Have you ever taken a mental health day for your well-being — or called off plans with a friend out of sheer exhaustion? Did you feel guilty cancelling? For Meghan Markle, the decision to stay in England, and not join Prince Harry’s trip to Zambia may have been tough, but without a doubt it was the right one.

Over the weekend, the Duchess of Sussex reportedly pulled out of an anticipated two-day business trip with Prince Harry, a royal visit to Zambia. While the two royals have garnered the public’s love and affection on their international travels thus far, the Daily Mail reports that Markle decided to take a step back this time, prioritizing her emotional and physical health during her pregnancy. Instead of joining her husband, the Duchess is staying in England with her mother, taking the time to rest and recharge.

Meghan’s choice serves as a reminder that it’s okay to slow down. “Mental health and physical health [can] work similarly,” says Susan Heitler, Ph.D., a clinical psychologist and author of Prescriptions Without Pills. “If you ignore when you’re feeling run down physically, by keeping up life as normal, you end up getting more sick. Similarly, if you’re feeling emotionally exhausted, it’s vitally important that people pay attention to those signs and take action.”

Whether you’re clearing work tasks off of your plate because they’re becoming too stressful, or you’re postponing a night out with friends because you need some down time, you should never feel guilty about prioritizing your well-being. Heitler emphasizes that taking time for yourself when you’re feeling mentally or emotionally drained is vital.


If you struggle with feeling guilty about taking that time, here are a few helpful tips to keep in mind:

Don’t ignore the signs

When we’re feeling run-down, our first instinct is often to fight through the pain and keep showing up, especially when we lead busy and demanding lives. According to Heitler, listening to your emotions should be the first step when you’re feeling burned out. “When negative feelings emerge, listening to your emotions can help you find the next steps to solve the problem,” she explains. “By identifying the root of your feelings, you can address the problem in a productive way, instead of ploughing through.”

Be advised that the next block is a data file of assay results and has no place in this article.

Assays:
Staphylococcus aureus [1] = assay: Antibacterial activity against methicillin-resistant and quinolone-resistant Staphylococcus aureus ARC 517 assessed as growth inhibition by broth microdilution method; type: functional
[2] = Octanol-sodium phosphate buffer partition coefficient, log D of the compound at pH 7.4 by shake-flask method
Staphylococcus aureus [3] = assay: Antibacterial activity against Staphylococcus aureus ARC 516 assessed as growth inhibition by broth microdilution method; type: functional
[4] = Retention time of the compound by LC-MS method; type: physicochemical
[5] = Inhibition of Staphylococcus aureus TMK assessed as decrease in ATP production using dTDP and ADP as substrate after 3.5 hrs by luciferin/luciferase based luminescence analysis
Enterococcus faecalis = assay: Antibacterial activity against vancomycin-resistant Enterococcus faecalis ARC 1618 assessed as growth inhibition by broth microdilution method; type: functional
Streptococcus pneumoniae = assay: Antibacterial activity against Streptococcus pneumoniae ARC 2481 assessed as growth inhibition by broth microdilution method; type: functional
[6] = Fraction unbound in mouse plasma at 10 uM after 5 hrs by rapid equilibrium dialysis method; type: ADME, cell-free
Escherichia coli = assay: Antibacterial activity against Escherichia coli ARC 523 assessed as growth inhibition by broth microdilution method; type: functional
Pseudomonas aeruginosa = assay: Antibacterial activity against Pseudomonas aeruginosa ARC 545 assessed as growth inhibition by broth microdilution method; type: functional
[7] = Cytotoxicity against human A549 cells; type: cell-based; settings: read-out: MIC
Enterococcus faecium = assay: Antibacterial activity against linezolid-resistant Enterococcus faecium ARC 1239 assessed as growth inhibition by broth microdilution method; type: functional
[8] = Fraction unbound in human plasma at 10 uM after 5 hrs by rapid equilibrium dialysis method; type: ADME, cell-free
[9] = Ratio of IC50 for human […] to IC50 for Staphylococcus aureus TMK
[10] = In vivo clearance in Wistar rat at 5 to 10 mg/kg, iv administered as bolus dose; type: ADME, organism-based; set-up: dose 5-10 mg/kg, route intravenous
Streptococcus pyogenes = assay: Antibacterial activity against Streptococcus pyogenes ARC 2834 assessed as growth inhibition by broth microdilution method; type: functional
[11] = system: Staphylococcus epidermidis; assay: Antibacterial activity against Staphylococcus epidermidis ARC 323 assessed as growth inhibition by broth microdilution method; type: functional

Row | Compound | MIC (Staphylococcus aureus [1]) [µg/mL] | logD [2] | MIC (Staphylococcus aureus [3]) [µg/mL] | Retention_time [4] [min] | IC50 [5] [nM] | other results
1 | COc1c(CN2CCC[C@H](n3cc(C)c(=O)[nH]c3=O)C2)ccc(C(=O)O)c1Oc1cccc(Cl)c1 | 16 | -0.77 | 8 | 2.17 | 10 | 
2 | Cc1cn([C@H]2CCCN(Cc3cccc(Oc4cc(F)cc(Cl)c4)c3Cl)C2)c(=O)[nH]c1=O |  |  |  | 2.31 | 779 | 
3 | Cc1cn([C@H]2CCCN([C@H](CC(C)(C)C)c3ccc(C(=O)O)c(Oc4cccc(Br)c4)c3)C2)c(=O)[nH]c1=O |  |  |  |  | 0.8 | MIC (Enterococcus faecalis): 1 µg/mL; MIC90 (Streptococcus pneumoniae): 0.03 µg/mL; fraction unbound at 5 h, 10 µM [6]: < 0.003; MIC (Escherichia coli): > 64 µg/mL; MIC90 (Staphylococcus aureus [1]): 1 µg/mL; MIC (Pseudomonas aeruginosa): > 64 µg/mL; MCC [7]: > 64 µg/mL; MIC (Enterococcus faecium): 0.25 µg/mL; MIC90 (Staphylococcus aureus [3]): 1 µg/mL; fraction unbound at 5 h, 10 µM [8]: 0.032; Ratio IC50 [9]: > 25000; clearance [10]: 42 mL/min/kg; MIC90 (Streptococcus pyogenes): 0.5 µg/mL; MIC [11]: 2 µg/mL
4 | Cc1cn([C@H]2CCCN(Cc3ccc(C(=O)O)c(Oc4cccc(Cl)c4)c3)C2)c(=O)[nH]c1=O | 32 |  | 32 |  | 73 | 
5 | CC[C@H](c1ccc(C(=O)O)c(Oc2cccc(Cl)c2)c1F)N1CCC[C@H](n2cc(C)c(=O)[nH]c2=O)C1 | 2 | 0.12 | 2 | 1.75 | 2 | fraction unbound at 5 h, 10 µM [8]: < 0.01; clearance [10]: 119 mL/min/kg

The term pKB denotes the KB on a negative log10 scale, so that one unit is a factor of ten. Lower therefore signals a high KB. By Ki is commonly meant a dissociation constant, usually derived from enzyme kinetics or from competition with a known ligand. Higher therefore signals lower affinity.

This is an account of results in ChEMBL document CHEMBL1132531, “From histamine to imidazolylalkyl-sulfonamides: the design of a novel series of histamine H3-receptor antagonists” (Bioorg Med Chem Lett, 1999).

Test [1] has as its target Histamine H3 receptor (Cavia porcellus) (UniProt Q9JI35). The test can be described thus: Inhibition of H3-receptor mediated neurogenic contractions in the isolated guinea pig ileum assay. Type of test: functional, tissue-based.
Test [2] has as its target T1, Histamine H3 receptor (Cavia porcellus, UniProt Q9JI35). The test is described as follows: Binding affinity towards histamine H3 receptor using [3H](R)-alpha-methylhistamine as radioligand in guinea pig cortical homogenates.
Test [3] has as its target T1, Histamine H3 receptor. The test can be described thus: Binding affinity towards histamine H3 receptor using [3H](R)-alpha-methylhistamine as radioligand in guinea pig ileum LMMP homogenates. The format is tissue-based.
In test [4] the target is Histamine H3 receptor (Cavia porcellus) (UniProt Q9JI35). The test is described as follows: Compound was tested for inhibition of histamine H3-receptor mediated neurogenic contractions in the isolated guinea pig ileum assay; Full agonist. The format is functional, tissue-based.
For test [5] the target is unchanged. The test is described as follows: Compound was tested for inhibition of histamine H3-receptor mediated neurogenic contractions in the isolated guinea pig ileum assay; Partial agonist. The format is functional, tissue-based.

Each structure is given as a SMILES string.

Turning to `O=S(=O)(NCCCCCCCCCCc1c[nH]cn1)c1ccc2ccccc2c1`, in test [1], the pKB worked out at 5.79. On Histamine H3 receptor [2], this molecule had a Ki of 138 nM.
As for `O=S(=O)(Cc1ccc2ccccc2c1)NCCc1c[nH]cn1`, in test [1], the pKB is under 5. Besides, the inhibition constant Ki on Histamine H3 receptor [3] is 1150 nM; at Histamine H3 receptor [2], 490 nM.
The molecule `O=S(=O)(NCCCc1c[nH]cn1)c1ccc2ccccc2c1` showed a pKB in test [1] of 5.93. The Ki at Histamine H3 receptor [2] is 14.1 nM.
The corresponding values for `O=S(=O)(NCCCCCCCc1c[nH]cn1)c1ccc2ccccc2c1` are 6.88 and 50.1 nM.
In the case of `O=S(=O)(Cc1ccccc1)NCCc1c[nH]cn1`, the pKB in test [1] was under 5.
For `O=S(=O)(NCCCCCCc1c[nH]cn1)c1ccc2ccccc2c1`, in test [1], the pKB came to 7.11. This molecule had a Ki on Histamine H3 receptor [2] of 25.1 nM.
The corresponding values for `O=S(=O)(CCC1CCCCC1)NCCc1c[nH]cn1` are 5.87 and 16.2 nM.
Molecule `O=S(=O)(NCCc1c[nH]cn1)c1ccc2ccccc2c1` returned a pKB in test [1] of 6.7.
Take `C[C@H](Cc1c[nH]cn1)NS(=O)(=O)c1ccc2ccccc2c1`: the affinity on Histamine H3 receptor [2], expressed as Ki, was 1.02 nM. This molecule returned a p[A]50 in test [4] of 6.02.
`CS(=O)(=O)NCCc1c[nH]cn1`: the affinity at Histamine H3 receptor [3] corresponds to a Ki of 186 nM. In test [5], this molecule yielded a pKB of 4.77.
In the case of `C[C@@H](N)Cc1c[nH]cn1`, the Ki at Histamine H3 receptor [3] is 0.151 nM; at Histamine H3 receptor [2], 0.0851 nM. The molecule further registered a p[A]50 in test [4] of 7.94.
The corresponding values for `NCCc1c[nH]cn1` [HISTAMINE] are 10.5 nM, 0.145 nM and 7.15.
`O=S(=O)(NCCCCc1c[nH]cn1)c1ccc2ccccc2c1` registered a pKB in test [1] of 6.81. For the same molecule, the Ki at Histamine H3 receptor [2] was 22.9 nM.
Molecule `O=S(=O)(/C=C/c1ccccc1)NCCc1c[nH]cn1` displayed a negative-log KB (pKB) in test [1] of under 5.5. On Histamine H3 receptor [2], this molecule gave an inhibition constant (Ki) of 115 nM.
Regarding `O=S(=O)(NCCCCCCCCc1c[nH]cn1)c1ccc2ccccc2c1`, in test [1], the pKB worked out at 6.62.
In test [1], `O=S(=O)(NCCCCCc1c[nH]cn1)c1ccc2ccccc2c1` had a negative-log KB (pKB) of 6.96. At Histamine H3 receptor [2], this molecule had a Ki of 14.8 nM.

Give yourself permission to slow down

Remember that there’s no shame in taking a day off to engage in self-care rituals that will help you destress and refocus. Heitler says that whether you cope best by journaling, going on a long run, or just taking a much-needed tech break from your devices, addressing your well-being should take precedence.

Ask for help

Know that your break may not immediately provide you with all the answers to why you’re feeling rundown. “When you feel anxious, your thinking freezes, so even if you’re aware of the problem, you may not know what to do on your own,” Heitler explains. Sometimes cancelling plans for an appointment with your bathtub or a yoga class will do the trick, but sometimes your needs will require professional help, and that’s nothing to shy away from, she notes. “Finding solutions, gathering information, and seeking help are all parts of the pathway back to well-being.”

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Author(s)

  • Rebecca Muller

    Senior Editor and Community Manager

    Thrive

    Rebecca Muller Feintuch is the Senior Editor and Community Manager at Thrive. Her previous work experience includes roles in editorial and digital journalism. Rebecca is passionate about storytelling, creating meaningful connections, and prioritizing mental health and self-care. She is a graduate of New York University, where she studied Media, Culture and Communications with a minor in Creative Writing. For her undergraduate thesis, she researched the relationship between women and fitness media consumerism.